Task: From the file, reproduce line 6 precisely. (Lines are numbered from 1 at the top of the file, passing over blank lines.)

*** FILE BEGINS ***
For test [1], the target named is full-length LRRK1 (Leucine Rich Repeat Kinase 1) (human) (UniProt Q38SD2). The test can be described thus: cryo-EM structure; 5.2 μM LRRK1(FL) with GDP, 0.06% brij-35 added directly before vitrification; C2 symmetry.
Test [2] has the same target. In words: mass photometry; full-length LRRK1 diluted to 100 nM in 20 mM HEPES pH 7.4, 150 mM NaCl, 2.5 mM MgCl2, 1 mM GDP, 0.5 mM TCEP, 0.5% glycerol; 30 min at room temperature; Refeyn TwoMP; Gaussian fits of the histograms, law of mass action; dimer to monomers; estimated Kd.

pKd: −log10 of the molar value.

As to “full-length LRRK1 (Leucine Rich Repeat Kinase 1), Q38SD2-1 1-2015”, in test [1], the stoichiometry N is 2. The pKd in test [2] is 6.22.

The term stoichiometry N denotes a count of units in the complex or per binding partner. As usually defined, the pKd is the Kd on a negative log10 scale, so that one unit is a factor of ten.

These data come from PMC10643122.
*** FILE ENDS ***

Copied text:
These data come from PMC10643122.